Over the decades, the Atlas Network has been financing a variety of organizations that seek to influence the public and promote capitalist ideas.
Geography Archives: Brazil
Just when you think that they have already done enough damage, that they have seen the light, and maybe they have repented and disappeared to enjoy the wealth they have amassed thanks to an insane capitalist system, they surface again like a cancer that no surgery or radiation has been able to remove.
The national leader of the Landless Rural Workers Movement (MST), the economist João Pedro Stédile, is at the frontline for the liberation of former President Luiz Inácio Lula da Silva. He predicts that if Lula’s candidacy is prevented, a political crisis will become even more acute.
He has been condemned to this cell in Curitiba by a judicial process that has his supporters outraged and his detractors gleeful. A week ago, judges went back and forth over whether he could be released while he appealed a verdict on a corruption case known as Operation Car Wash.
The urgent task of defeating the right in the upcoming elections cannot come at the price of compromising the future. If the new radical left fails to put forward a clear critique of Lula’s legacy the dissatisfaction with the intrinsic limits of neo-developmentalism will be easily captured by new voices on the right.
Just when you think things are far too bleak, the human spirit rises to surprise you. In Brazil, the truckers went on an extended strike. They are angry about the fuel prices. It has made it impossible for them to make a living.
A short obituary for two dear comrades: Theotonio dos Santos (Carangola, 1936 – Rio de Janeiro, 2018) and Marielle Franco (Rio de Janeiro, 1979 – Rio de Janeiro 2018).
MST leader João Pedro Stédile says Lula’s imprisonment is “yet another chapter in the coup”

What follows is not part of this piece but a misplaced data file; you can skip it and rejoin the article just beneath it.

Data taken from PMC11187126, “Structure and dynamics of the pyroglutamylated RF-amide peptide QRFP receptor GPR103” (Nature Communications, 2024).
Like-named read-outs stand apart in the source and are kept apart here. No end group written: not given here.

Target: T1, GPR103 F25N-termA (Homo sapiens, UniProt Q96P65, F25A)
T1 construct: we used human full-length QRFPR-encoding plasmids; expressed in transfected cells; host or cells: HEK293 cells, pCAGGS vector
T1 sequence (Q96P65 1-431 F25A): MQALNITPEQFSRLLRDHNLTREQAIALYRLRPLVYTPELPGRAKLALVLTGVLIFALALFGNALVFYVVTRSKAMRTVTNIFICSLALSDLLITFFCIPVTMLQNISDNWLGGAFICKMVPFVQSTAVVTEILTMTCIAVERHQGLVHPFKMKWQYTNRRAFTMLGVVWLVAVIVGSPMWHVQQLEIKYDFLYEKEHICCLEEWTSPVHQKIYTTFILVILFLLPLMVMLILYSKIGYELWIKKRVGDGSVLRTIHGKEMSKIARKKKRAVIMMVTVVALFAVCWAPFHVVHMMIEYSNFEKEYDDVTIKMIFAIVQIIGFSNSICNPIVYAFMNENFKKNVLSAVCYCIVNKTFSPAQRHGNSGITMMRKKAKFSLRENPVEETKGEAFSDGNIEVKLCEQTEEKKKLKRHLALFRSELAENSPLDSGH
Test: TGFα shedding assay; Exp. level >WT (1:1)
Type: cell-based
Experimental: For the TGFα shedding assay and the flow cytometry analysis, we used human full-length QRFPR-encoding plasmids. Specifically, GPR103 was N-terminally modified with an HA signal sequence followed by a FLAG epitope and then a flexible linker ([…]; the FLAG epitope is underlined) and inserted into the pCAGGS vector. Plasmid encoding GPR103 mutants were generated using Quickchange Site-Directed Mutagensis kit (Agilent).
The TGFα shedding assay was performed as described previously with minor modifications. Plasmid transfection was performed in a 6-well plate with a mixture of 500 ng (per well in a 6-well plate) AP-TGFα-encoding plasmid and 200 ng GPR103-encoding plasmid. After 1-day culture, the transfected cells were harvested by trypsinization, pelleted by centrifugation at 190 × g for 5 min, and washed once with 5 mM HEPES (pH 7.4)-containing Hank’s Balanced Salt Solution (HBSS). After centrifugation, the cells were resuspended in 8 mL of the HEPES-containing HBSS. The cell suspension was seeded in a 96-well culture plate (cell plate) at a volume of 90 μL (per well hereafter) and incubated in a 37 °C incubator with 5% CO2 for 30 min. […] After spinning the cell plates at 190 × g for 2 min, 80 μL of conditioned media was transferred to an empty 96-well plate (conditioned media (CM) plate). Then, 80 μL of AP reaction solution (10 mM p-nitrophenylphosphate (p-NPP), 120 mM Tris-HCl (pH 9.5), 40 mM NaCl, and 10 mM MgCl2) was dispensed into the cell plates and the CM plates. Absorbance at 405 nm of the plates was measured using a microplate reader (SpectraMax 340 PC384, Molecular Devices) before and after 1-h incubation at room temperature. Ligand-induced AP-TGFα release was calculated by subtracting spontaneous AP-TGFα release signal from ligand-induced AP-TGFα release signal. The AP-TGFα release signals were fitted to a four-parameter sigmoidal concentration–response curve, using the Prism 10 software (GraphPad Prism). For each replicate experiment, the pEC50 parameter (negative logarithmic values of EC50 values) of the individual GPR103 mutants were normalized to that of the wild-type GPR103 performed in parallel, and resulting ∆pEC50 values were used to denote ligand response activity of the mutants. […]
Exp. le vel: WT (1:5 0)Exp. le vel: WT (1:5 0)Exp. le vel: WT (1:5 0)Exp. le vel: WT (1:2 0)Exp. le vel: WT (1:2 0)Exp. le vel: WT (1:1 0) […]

The largest rural movements in Brazil, representing well over a million farmers, are protesting a new Brazilian regulation that would allow release of gene drives, the controversial genetic extinction technology, into Brazil’s ecosystems and farms.
Brazil has just taken another step toward the dismantling of its democracy. On January 24, an appeals court confirmed a previous ruling against former President Luiz Inácio Lula da Silva (Workers’ Party), sentencing him to over 12 years in jail.
Juan Orlando Hernández, who was “elected” president in Honduras as a result of fraud and corruption, will hold his swearing in ceremony on January 27 in what may be the first closed-door inauguration (although his government has purposely not shared details about the ceremony).
In an exclusive interview with teleSUR, Brazilian professor and researcher Sabrina Fernandes discusses former President Luiz Inacio “Lula” da Silva’s Jan. 24 corruption trial and forthcoming elections in the South American country.
Some are calling it the Coup’s endgame, others the “final battle” for Brasil’s next decade.
One of the main issues of Michel Temer’s government is the surrender of Brazilian natural resources to national and foreign economic groups.
Cosmas Musumali participated in a seminar on Pan-African Thought at the Florestan Fernandes National School, which is famous in Brazil for its social and political commitment.